Microsoft Intune

Windows Autopilot: White Glove

A look at the new Windows Autopilot capability called white glove. Whether you run IT for an organization or you’re a vendor providing IT service, white glove, allows you to pre-provision applications, policies, and settings for a Windows 10 device, so users can be up and running on a new Windows 10 computer in a few moments. Also, the latest Windows 10 Autopilot features that we’ve delivered in Windows 10 1809 and beyond.

FAQ: Device Check-in Schedules for Intune

Intune managed clients will checkin-in about every 8 hours to see if there are any new policies, profiles, or apps that have been assigned. Clients include iOS, macOS, Android, Windows 10 PCs enrolled as devices, Windows Phone, and Windows 8.1. The 8-hours is an estimate. It doesn’t happen at exactly every 8-hours due to how the device is being used. To get the best results, make sure make the devices are online for at least eight consecutive hours to get the best results.

Tip: Keep Track of What’s on the Development Roadmap for Microsoft Intune

Microsoft now has a page dedicated to what is in the development pipeline for Microsoft Intune. The first entry is September 2019, but the same page will be updated as time goes on. Link: In development for Microsoft Intune RSS feed: https://docs.microsoft.com/api/search/rss?search=%22in+development+-+microsoft+intune%22&locale=en-us

Reminder: Windows 10 Mobile Support Ends December 10, 2019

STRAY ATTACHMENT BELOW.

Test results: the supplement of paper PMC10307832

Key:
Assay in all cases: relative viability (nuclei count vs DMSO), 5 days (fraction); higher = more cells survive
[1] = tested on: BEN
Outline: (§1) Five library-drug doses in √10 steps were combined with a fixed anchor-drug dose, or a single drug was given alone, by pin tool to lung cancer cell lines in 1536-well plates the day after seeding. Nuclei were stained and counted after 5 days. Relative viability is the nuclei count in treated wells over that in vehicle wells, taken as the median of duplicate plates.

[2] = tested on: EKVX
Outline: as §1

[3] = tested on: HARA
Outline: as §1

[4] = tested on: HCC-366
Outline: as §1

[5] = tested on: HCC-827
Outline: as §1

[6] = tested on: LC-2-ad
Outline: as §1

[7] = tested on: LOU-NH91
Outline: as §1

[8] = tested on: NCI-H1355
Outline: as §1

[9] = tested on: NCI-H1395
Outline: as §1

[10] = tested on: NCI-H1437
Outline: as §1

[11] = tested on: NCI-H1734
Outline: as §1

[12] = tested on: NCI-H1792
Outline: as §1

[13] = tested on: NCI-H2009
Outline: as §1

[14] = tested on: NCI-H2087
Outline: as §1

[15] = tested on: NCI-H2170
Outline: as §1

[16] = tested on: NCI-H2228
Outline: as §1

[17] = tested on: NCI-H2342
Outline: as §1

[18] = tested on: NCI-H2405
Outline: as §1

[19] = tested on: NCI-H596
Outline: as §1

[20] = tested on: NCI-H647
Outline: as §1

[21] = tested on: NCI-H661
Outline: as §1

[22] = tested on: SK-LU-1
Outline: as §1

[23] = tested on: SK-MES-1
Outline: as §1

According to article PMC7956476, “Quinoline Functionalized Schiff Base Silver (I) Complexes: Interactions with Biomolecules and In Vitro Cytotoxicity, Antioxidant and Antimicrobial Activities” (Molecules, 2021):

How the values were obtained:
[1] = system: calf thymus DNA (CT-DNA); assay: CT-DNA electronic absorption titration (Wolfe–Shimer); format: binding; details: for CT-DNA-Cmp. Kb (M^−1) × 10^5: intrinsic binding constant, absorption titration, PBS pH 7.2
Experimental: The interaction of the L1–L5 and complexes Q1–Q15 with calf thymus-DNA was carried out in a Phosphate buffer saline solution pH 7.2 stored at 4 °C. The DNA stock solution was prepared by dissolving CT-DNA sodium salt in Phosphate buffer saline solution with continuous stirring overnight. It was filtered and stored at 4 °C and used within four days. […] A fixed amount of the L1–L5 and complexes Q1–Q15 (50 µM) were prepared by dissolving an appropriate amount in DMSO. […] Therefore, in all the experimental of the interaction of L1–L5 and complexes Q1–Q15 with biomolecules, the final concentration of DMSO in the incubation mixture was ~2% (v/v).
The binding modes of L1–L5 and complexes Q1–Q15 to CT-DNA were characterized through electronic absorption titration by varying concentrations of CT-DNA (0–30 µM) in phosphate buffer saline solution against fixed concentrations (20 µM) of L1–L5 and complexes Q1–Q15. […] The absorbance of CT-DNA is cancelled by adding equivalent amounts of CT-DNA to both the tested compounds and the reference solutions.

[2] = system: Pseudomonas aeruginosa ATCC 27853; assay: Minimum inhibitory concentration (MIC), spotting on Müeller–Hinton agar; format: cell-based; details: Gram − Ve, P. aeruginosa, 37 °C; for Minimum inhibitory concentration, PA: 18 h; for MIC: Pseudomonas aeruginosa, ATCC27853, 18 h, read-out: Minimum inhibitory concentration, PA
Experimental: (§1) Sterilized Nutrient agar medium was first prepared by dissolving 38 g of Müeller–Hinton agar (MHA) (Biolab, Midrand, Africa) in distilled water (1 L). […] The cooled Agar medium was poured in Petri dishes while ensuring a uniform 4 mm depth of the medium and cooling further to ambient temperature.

Windows 10 Mobile, version 1709 (released October 2017) is the last release of Windows 10 Mobile and Microsoft will end support on December 10, 2019. The end of support date applies to all Windows 10 Mobile products, including Windows 10 Mobile and Windows 10 Mobile Enterprise. Windows 10 Mobile users will no longer be eligible to receive new security updates, non-security hotfixes, free assisted support options, or online technical content updates from Microsoft. Those utilizing products like Intune for mobile management may want to configure policies to block these devices once EOL hits so as to better secure the environment.

Understand the Roles and Permissions for Distributed Management of an Intune Tenant

Just like the old SCCM days, a company using Intune needs to have proper understanding of how to allow distributed management of the organization’s resources. The Intune RBAC table is a Microsoft Word doc that provides the following information in easy-to-reference format: Definition – The name of a role, and the permissions it configures. Members – The user, or group of users who will be given these permissions. Scope – The users or devices that a specified person (the member) can manage. Assignment – When the definition, members, and scope have been configured, the role is assigned. Download: Intune RBAC table